State Testing & Stress: What Your Teachers Won't Tell You

April 10, 2019






Now that spring break is past or just ending the cramming and studying for state testing begins.  If your child is just entering the third grade, this will be their first big exam.  Other parents know that this is the time their child may have meltdowns because the schools make it a competition.  What they are not telling you is that it really doesn't matter if your child is below proficient.  It only matters that each year they improve little by little.  Getting advanced in every subject is not going to get your kid into Harvard or even UCLA; what really matters is their ACT and SAT scores.


 Rather than have your child cram for a state test (which only benefits the schools and their funding) have them begin to learn how to properly train for their scores that will get them into college.  You can begin to do this in middle school, but by the end of 8th grade is fine.  The more time you properly spend on getting your child for the ACT and SAT scores junior year in high school, the better off you'll be.  I am not saying to "blow it off'" just don't stress about it. I wish I put a lot less stress on my own kids, for test scores that in the end, don't really mean anything.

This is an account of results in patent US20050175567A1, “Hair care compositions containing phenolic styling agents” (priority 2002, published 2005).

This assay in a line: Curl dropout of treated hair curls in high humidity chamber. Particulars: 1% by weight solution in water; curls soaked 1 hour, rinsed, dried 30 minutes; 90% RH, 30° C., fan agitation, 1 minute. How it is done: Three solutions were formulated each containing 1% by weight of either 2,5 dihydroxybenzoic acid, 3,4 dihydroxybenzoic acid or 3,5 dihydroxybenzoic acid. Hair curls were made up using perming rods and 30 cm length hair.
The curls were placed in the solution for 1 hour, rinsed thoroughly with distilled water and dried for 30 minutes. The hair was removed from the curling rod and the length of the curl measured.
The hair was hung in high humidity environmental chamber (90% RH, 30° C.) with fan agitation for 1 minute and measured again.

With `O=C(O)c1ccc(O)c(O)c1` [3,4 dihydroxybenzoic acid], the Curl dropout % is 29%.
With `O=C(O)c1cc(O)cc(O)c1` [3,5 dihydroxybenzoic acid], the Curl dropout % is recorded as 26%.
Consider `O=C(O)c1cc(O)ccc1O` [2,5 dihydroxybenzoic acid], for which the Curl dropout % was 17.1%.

If you have that over-achieving child who won't listen to a word you say, because their teacher is right and YOU ARE WRONG then have them try some Mindfulness Education to alleviate the stress from test anxiety. ME intervention may become a helpful problem-solving tool for reading fluency, math analogies and test anxiety when students do not respond well to traditional strategies. The only ones who care are the teachers, schools, and bureaucracies.


Mindfulness activities not only help children relax, it also allows them to be more calm during state tests.  This would include reading for test examinations as well.  A quick way to do some ME techniques is SQUARE BREATHING.  Have your child go to their "secret place" such as a cloud in the sky.  Have them lie on their back and draw a square on their stomach with their finger.  As they draw one side of the square they should breathe in.  The next side of the square they should hold their breath for at least 4 seconds.  The third side of the square exhale....slowly.  Last side of the square hold the exhale.  Do this exercise at least three times.  


This is an easy exercise because you can do it in the car, at home, before a test, an audition, or a big game.

If you would like more information on how to use Mindfulness activities at home with your children sign up here or you can email any questions to:

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